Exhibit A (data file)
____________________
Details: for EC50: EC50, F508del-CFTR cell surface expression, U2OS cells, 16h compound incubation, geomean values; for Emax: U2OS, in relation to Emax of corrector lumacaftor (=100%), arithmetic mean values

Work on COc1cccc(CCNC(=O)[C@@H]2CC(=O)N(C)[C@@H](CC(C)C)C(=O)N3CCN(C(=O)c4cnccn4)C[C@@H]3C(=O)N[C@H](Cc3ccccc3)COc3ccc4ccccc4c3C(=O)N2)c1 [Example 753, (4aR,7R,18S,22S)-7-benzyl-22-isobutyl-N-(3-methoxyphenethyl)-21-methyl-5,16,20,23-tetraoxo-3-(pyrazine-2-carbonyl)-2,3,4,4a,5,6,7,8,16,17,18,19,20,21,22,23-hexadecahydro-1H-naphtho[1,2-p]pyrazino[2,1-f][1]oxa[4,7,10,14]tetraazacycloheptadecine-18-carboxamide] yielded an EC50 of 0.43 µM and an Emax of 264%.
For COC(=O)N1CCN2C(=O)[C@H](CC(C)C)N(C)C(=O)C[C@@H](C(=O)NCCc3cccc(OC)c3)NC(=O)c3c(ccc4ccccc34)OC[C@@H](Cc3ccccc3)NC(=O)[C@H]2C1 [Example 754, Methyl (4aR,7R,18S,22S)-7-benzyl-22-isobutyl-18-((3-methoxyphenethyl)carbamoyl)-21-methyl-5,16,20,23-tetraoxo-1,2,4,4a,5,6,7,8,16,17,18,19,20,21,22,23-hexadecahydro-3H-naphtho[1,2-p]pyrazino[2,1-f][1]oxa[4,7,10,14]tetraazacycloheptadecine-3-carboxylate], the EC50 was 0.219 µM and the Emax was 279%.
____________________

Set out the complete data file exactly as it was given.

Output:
Details: for EC50: EC50, F508del-CFTR cell surface expression, U2OS cells, 16h compound incubation, geomean values; for Emax: U2OS, in relation to Emax of corrector lumacaftor (=100%), arithmetic mean values

Work on COc1cccc(CCNC(=O)[C@@H]2CC(=O)N(C)[C@@H](CC(C)C)C(=O)N3CCN(C(=O)c4cnccn4)C[C@@H]3C(=O)N[C@H](Cc3ccccc3)COc3ccc4ccccc4c3C(=O)N2)c1 [Example 753, (4aR,7R,18S,22S)-7-benzyl-22-isobutyl-N-(3-methoxyphenethyl)-21-methyl-5,16,20,23-tetraoxo-3-(pyrazine-2-carbonyl)-2,3,4,4a,5,6,7,8,16,17,18,19,20,21,22,23-hexadecahydro-1H-naphtho[1,2-p]pyrazino[2,1-f][1]oxa[4,7,10,14]tetraazacycloheptadecine-18-carboxamide] yielded an EC50 of 0.43 µM and an Emax of 264%.
For COC(=O)N1CCN2C(=O)[C@H](CC(C)C)N(C)C(=O)C[C@@H](C(=O)NCCc3cccc(OC)c3)NC(=O)c3c(ccc4ccccc34)OC[C@@H](Cc3ccccc3)NC(=O)[C@H]2C1 [Example 754, Methyl (4aR,7R,18S,22S)-7-benzyl-22-isobutyl-18-((3-methoxyphenethyl)carbamoyl)-21-methyl-5,16,20,23-tetraoxo-1,2,4,4a,5,6,7,8,16,17,18,19,20,21,22,23-hexadecahydro-3H-naphtho[1,2-p]pyrazino[2,1-f][1]oxa[4,7,10,14]tetraazacycloheptadecine-3-carboxylate], the EC50 was 0.219 µM and the Emax was 279%.